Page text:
Our Military Is Protected from Foreclosure under The Servicemen Act (SCRA)

In Loan Modification, Nevada Loan Modification attorney Malik Ahmad on 08/27/2011 at 5:29 pm

We have been approached by few military families whose home were foreclosed while the owner were performing military services overseas. This is very painful, but unfortunately, it has been done and the homes were foreclosed in clear violation of the SCRA. In one case, our law office helped getting back garnished wages of a police officer back. Two mortgage servicing companies have agreed to settle federal complaints that they wrongfully foreclosed on the homes of at least 178 military service members and to set aside a minimum of $22 million to compensate those victims. This is a great victory for the Justice Department that various lenders had settled such cases. The lenders include, of course the notorious one i.e Countrywide Home Loan Servicing and Saxon Mortgage Services. These companies knowingly and repeatedly violated the Service members Civil Relief Act, a federal law that extends an array of financial and legal protections to military personnel. The former Countrywide unit agreed to pay $20 million to approximately 160 victims of illegal foreclosures from January 2006 to May 2009. It also agreed to reimburse victims of any other illegal military foreclosures found to have occurred from May 2009 to the end of last year.
NY Times has posted one such painful story of Sgt. James B. Hourley who was away on war duties in Iraq. In violation of a law intended to protect active military personnel from creditors, agents of Deutsche Bank foreclosed on his small Michigan house, forcing Sergeant Hurley’s wife, Brandie, and her two young children to move out and find shelter elsewhere.

“When the sergeant returned in December 2005, he drove past the densely wooded riverfront property outside Hartford, Mich. The peaceful little home was still there — winter birds still darted over the gazebo he had built near the water’s edge — but it almost certainly would never be his again. Less than two months before his return from the war, the bank’s agents sold the property to a buyer in Chicago for $76,000. Since then, Sergeant Hurley has been on an odyssey through the legal system, with little hope of a happy ending — indeed, the foreclosure that cost him his home may also cost him his marriage. ”Brandie took this very badly,” said Sergeant Hurley, 45, a plainspoken man who was disabled in Iraq and is now unemployed. ”We’re trying to piece it together.”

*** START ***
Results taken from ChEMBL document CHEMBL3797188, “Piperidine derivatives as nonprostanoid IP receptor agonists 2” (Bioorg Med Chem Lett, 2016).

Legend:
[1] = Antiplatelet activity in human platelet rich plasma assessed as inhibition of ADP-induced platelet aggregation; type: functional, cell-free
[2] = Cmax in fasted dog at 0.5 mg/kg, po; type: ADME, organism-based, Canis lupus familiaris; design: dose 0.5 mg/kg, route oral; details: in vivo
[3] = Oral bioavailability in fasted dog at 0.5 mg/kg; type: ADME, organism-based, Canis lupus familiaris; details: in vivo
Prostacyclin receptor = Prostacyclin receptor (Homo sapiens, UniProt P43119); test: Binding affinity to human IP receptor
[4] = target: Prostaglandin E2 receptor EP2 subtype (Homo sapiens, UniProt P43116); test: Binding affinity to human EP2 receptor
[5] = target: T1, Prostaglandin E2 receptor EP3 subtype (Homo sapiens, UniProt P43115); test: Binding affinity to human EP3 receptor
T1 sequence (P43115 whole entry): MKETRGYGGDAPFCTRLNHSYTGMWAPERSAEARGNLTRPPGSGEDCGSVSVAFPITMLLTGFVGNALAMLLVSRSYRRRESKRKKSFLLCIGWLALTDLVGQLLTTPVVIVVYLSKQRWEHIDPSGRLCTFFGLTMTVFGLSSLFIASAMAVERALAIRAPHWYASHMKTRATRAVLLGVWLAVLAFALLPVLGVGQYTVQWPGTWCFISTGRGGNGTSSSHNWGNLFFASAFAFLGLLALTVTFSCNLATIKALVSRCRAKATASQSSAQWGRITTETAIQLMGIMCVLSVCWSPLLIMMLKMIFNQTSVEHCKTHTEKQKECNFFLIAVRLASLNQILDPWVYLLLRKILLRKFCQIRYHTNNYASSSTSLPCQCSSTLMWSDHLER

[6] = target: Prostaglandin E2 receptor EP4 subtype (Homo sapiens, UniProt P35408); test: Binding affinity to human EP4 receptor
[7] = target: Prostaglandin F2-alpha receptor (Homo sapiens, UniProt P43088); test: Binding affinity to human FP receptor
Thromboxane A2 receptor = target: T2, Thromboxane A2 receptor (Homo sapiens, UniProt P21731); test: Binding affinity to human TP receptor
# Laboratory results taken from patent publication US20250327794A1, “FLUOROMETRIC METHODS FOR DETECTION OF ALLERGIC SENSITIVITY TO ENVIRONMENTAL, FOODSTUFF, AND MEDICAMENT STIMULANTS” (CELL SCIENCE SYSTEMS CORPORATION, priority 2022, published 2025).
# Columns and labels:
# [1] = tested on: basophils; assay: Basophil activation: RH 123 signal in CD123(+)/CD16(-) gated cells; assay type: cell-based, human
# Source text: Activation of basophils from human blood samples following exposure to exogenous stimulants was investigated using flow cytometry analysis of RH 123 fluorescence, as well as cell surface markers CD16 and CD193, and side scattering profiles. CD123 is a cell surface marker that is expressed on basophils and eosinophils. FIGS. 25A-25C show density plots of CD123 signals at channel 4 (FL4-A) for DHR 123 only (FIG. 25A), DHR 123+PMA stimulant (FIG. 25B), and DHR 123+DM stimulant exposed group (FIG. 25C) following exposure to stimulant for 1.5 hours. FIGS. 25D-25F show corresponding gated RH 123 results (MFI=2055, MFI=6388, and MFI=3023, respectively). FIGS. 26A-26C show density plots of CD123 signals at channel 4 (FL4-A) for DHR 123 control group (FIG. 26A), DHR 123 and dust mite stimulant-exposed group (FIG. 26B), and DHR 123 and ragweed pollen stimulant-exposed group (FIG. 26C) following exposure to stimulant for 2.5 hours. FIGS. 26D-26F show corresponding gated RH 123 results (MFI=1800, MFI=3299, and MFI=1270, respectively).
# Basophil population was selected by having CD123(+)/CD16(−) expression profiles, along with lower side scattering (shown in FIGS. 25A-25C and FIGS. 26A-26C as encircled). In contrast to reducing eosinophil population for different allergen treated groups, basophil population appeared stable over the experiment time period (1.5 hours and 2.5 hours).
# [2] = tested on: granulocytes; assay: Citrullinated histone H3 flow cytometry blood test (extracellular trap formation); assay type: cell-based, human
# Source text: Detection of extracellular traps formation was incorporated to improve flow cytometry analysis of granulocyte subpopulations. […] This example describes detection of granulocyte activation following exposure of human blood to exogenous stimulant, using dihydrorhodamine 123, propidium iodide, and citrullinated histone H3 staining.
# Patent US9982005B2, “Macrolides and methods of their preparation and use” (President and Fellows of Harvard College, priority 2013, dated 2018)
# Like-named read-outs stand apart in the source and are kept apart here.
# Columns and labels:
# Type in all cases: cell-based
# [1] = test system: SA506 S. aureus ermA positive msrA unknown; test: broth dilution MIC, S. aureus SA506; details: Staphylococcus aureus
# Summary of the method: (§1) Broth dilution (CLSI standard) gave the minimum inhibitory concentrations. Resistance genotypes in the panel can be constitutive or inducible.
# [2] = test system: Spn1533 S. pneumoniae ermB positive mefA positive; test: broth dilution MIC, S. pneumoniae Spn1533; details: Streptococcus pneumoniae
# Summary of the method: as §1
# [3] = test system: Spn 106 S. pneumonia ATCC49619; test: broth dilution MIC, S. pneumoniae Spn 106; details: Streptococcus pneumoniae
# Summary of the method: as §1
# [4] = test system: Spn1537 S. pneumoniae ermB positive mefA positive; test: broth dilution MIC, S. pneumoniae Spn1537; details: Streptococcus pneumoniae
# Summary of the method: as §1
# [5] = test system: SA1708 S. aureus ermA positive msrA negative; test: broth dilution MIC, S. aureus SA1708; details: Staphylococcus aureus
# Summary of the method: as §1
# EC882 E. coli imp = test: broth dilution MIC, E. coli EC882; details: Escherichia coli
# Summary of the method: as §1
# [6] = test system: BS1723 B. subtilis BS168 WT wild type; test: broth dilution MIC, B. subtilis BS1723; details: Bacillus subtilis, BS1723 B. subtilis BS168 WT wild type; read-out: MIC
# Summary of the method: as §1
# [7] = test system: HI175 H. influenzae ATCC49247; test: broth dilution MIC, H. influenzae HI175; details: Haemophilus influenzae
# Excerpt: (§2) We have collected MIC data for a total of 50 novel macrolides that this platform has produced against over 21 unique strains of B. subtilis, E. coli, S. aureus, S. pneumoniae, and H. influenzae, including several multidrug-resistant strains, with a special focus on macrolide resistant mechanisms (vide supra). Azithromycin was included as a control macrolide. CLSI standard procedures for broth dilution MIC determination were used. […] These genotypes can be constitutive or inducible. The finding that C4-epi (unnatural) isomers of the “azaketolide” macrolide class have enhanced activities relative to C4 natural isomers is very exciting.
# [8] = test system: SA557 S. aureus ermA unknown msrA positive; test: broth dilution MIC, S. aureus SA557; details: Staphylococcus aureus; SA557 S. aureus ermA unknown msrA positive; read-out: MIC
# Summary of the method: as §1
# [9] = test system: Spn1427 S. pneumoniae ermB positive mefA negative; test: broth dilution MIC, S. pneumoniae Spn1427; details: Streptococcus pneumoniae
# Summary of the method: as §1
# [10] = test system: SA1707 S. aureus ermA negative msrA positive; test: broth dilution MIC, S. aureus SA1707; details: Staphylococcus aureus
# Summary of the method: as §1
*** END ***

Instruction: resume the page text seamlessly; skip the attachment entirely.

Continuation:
“In March 2009, a federal judge ruled that the bank’s foreclosure in 2004 violated federal law but the battle did not end there for Sergeant Hurley. Typically, banks respond quickly to public reports of errors affecting military families. But today, more than six years after the illegal foreclosure, Deutsche Bank Trust Company and its primary co-defendant, a Morgan Stanley subsidiary called Saxon Mortgage Services, are still in court disputing whether Sergeant Hurley is owed significant damages. Exhibits show that at least 100 other military mortgages are being serviced for Deutsche Bank, but it is not clear whether other service members have been affected by the policy that resulted in the Hurley foreclosure.”

In court papers, lawyers for Saxon and the bank assert the sergeant is entitled to recover no more than the fair market value of his lost home. His lawyers argue that the defendants should pay much more than that — including an award of punitive damages to deter big lenders from future violations of the law. The law is called the Service members Civil Relief Act, and it protects service members on active duty from many of the legal consequences of their forced absence.